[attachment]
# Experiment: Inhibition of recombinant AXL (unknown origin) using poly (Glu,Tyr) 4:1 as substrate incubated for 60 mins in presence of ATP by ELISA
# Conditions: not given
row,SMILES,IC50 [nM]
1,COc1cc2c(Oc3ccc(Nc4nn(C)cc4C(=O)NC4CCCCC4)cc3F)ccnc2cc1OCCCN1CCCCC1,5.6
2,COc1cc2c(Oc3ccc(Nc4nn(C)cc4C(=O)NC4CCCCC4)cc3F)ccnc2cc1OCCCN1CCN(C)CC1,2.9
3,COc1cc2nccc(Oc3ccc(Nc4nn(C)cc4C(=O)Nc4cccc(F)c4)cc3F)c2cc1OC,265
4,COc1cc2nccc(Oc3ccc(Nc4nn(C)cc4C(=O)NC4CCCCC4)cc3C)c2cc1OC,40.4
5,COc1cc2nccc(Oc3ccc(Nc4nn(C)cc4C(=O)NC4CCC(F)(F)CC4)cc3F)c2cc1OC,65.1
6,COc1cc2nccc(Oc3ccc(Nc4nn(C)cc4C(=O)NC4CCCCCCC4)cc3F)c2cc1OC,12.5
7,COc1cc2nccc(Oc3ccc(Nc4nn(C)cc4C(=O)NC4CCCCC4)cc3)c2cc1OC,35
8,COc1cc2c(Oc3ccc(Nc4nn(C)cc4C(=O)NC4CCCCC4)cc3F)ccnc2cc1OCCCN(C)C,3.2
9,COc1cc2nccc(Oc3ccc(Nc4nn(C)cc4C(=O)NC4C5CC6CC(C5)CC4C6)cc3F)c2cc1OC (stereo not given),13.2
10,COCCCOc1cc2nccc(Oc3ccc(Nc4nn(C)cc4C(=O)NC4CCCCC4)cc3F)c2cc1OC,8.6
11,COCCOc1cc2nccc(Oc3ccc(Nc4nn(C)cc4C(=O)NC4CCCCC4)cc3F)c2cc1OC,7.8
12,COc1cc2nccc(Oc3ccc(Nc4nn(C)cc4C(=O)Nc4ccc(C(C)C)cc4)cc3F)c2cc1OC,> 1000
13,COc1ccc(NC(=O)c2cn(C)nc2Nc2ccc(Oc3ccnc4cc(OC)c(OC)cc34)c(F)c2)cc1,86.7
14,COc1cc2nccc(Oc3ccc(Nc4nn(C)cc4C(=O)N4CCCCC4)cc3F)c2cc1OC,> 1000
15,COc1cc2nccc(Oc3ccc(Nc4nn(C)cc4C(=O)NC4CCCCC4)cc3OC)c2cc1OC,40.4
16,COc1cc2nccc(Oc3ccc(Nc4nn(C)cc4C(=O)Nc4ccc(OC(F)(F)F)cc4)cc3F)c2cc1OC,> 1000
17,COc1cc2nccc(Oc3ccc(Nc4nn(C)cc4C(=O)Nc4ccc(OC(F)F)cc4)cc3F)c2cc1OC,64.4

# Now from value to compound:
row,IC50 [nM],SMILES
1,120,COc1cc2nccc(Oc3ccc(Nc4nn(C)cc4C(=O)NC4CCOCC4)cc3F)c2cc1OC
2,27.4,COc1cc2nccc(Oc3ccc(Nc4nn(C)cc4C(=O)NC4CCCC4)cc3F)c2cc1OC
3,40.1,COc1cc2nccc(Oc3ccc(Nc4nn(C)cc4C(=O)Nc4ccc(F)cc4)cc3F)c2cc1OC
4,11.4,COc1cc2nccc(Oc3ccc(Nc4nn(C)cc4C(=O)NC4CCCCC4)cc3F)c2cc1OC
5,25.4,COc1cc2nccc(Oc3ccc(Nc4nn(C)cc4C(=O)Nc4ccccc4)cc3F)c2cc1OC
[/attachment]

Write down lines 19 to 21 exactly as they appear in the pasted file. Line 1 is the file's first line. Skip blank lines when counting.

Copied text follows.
16,COc1cc2nccc(Oc3ccc(Nc4nn(C)cc4C(=O)Nc4ccc(OC(F)(F)F)cc4)cc3F)c2cc1OC,> 1000
17,COc1cc2nccc(Oc3ccc(Nc4nn(C)cc4C(=O)Nc4ccc(OC(F)F)cc4)cc3F)c2cc1OC,64.4

# Now from value to compound: